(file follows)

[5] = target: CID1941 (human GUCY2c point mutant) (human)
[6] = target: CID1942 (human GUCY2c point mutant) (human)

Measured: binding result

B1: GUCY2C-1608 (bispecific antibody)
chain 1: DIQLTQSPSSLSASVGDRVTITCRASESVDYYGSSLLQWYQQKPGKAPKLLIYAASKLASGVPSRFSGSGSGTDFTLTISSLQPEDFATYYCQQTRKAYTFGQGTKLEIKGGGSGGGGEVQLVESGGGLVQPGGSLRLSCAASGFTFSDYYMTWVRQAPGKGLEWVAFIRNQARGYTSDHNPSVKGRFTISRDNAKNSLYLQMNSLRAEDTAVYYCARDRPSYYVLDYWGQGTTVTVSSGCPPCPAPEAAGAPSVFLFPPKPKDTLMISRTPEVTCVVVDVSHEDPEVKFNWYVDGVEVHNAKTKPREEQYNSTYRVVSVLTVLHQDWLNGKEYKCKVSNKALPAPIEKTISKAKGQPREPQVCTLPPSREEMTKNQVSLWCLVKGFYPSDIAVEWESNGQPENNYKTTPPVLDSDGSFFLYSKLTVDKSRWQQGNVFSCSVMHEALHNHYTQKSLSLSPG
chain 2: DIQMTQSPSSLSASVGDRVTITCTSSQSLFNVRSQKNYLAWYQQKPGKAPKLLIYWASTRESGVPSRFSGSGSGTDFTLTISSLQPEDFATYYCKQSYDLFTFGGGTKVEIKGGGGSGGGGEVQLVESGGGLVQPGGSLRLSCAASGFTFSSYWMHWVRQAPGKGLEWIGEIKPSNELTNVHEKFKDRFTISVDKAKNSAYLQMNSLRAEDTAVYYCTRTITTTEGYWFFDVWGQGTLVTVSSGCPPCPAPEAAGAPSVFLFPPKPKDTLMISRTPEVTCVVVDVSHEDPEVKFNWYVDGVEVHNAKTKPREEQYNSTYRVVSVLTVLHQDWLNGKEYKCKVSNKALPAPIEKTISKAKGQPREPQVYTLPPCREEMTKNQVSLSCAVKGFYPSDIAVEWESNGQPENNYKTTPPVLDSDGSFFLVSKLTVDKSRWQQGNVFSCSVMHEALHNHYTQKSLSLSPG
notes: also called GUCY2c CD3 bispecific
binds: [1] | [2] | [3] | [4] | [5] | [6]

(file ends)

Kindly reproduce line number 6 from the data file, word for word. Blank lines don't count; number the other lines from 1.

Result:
chain 2: DIQMTQSPSSLSASVGDRVTITCTSSQSLFNVRSQKNYLAWYQQKPGKAPKLLIYWASTRESGVPSRFSGSGSGTDFTLTISSLQPEDFATYYCKQSYDLFTFGGGTKVEIKGGGGSGGGGEVQLVESGGGLVQPGGSLRLSCAASGFTFSSYWMHWVRQAPGKGLEWIGEIKPSNELTNVHEKFKDRFTISVDKAKNSAYLQMNSLRAEDTAVYYCTRTITTTEGYWFFDVWGQGTLVTVSSGCPPCPAPEAAGAPSVFLFPPKPKDTLMISRTPEVTCVVVDVSHEDPEVKFNWYVDGVEVHNAKTKPREEQYNSTYRVVSVLTVLHQDWLNGKEYKCKVSNKALPAPIEKTISKAKGQPREPQVYTLPPCREEMTKNQVSLSCAVKGFYPSDIAVEWESNGQPENNYKTTPPVLDSDGSFFLVSKLTVDKSRWQQGNVFSCSVMHEALHNHYTQKSLSLSPG